HealthDay News — Women are less likely than men to fill a prescription for high-intensity statins after hospitalization for myocardial infarction (MI), according to a study published in the April 24 issue of the Journal of the American College of Cardiology.
Sanne A.E. Peters, PhD, from the University of Oxford in the United Kingdom, and colleagues evaluated sex differences in prescription fills for high-intensity statin therapy after MI, overall and across population subgroups. Data from the MarketScan database (16,898 U.S. adults <65 years with commercial health insurance) and Medicare (71,358 U.S. adults ≥66 years) were used.
The researchers found that 56% of men and 47% of women filled a high-intensity statin prescription after hospital discharge for MI. Women were less likely to fill a high-intensity statin than men overall (adjusted risk ratio [RR], 0.91), among those with no prior statin use (adjusted RR, 0.91), among those taking low/moderate-intensity statins prior to MI (adjusted RR, 0.87), and among those taking high-intensity statins prior to their MI (adjusted RR, 0.98). Women were less likely than men to fill high-intensity statins within all subgroups analyzed, although the disparity was greatest in the youngest and oldest adults and for those without prevalent comorbid conditions.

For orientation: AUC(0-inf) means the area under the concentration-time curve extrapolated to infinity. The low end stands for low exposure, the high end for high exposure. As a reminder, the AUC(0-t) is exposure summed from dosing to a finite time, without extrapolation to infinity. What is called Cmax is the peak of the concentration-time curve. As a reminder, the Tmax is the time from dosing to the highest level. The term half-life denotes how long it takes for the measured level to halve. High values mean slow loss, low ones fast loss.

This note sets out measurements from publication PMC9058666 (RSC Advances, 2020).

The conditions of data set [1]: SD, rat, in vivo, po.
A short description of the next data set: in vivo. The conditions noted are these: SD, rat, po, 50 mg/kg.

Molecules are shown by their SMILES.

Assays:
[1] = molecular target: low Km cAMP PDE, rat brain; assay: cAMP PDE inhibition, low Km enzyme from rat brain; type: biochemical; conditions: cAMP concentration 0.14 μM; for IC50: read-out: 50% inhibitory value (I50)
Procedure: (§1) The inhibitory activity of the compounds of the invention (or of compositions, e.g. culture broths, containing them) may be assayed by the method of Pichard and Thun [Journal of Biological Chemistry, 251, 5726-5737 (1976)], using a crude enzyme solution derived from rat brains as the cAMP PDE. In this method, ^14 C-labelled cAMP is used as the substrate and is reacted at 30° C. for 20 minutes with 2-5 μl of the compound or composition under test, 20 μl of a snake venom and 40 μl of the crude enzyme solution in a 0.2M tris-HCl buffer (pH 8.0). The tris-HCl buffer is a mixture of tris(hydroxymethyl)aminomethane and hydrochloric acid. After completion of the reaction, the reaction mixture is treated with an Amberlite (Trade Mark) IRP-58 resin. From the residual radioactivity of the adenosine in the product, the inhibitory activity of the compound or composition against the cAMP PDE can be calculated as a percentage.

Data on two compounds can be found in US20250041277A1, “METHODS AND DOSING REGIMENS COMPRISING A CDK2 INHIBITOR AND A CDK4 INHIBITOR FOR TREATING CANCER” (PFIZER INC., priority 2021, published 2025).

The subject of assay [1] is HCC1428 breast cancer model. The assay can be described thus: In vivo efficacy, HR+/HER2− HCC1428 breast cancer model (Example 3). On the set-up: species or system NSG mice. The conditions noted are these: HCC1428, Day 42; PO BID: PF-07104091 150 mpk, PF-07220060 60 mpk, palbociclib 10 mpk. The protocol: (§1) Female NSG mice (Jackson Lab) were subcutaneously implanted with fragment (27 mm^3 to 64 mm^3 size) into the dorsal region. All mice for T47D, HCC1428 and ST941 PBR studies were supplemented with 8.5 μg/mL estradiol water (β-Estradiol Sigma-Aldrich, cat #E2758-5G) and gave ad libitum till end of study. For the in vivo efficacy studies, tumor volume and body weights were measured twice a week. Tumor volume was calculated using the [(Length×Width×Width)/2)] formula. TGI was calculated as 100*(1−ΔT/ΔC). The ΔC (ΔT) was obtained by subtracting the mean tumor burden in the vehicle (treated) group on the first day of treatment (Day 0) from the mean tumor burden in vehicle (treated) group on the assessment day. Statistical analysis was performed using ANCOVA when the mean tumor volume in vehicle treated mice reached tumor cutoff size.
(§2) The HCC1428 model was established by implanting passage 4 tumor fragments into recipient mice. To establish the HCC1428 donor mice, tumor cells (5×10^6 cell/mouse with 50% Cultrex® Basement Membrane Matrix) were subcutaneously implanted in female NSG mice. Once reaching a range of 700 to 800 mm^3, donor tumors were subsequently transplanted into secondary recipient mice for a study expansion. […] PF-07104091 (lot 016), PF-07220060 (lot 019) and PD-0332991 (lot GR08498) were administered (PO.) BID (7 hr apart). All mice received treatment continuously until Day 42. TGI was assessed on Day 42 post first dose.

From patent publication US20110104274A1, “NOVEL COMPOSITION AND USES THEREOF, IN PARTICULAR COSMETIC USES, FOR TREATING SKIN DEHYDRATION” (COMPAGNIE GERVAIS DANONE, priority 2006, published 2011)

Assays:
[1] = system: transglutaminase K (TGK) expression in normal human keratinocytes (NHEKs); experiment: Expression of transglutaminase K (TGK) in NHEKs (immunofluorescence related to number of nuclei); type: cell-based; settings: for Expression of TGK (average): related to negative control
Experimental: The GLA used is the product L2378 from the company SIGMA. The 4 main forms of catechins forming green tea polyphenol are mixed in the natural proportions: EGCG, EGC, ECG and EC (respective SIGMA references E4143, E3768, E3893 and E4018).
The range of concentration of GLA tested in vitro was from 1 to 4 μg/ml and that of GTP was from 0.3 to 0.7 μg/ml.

“Despite recent efforts to reduce sex differences in guideline-recommended therapy, women continue to be less likely than men to fill a prescription for high-intensity statins following hospitalization for MI,” the authors write.
Several authors disclosed financial ties to the pharmaceutical industry, including Amgen, which partially funded the study.